Texas Parole Terminology – Set Off Date

Anyone looking at the terminology used by the Texas Board of Pardons and Parole needs to understand that the terms don’t always mean what they appear to mean. We will discuss this more in future posts.

When an inmate is eligible for parole in Texas, the voting members of the Texas Board of Pardons and Parole have many options on how they can vote. Two of the choices, if the voting members vote to deny parole for an offender, are that the offender will be assigned either a a “serve all”, which means the offender will serve at least three additional years, or a “set off” date.

When a case is assigned a set off date it means the offender was denied parole and the case will be assigned a date in the future which the parole board will again reevaluate the case for possible parole. This date is the set-off date.

The set-off date received by the majority of offenders whose parole is denied is set within one year. However, the voting members of the Texas Parole Board can designate the set-off date for up to five years, although a set off of that long is unusual. If an offender receives a five year set off they will not be reviewed for parole for five more years.

This is why it is important to begin work on a Texas parole packet early, so that the first shot at parole is an effective one. Our book, How to Prepare a Texas Parole Packet, contains a system designed to provide an offenders a better chance of receiving a favorable parole vote. By using the easy to understand methods, forms and examples set forth in our book, How to Prepare a Texas Parole Packet, the voting members of the Texas Parole Board will have a better understanding of who you are and how you have changed for the better, increasing the odds of being approved for parole.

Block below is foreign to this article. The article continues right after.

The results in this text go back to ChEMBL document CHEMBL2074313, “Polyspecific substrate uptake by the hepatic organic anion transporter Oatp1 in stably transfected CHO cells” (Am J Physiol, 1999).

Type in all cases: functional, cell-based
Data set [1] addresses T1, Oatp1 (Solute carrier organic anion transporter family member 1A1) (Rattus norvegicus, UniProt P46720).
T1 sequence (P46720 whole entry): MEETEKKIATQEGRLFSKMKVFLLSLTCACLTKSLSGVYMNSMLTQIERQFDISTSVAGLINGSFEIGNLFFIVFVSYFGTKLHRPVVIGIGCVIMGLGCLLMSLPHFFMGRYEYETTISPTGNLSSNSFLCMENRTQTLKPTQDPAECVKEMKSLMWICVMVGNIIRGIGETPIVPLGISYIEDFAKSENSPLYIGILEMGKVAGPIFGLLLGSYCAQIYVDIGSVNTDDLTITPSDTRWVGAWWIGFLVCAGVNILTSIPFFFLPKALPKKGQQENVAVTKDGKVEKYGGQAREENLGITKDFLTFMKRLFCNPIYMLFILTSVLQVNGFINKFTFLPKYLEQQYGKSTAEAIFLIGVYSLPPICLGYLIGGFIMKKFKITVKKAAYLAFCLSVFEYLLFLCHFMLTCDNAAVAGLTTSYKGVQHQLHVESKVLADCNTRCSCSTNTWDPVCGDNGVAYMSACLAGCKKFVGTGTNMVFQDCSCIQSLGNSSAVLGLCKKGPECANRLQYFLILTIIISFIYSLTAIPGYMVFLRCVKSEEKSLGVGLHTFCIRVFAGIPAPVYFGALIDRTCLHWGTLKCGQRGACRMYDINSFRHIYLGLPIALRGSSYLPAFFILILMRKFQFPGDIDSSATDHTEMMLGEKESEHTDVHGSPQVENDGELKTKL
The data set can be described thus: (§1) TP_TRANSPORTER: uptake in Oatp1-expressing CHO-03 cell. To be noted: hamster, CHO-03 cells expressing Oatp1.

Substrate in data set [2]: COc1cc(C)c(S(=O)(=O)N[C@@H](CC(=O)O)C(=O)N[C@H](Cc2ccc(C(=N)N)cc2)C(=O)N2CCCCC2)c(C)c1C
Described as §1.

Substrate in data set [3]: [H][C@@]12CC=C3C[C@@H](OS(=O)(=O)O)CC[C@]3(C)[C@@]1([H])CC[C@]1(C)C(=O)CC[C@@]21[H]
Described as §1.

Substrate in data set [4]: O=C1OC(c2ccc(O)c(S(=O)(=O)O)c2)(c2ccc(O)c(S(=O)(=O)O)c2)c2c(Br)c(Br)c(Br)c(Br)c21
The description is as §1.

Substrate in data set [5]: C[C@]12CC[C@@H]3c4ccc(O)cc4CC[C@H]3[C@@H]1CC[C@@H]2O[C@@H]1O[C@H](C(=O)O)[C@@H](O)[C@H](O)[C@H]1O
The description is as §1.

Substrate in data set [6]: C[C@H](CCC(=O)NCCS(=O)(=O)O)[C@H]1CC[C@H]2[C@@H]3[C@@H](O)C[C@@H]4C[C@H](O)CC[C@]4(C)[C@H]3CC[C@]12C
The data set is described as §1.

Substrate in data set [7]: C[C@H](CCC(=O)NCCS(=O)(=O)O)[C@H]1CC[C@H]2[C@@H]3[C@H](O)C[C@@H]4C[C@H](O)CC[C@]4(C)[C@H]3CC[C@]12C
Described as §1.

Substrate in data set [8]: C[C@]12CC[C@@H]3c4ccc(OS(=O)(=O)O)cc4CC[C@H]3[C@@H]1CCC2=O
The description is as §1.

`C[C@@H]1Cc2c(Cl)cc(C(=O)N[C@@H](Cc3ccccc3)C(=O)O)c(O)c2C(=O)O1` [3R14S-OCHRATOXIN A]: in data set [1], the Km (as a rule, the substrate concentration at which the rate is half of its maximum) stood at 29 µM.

About the Author

Lawyer X
Lawyer X is the pen name of a former attorney who now spends all of his time writing and consulting. While in practice he was involved in both criminal and civil trials across the United States, including picking or helping to pick juries in hundreds of civil and criminal cases. In addition to his work as a trial lawyer, Lawyer X wrote articles, lectured at continuing legal education seminars, and was active in the legal community in many ways. He maintains anonymity now so that he can provide knowledge from inside and express honest opinions and viewpoints that other members of the legal community would just as soon weren't shared.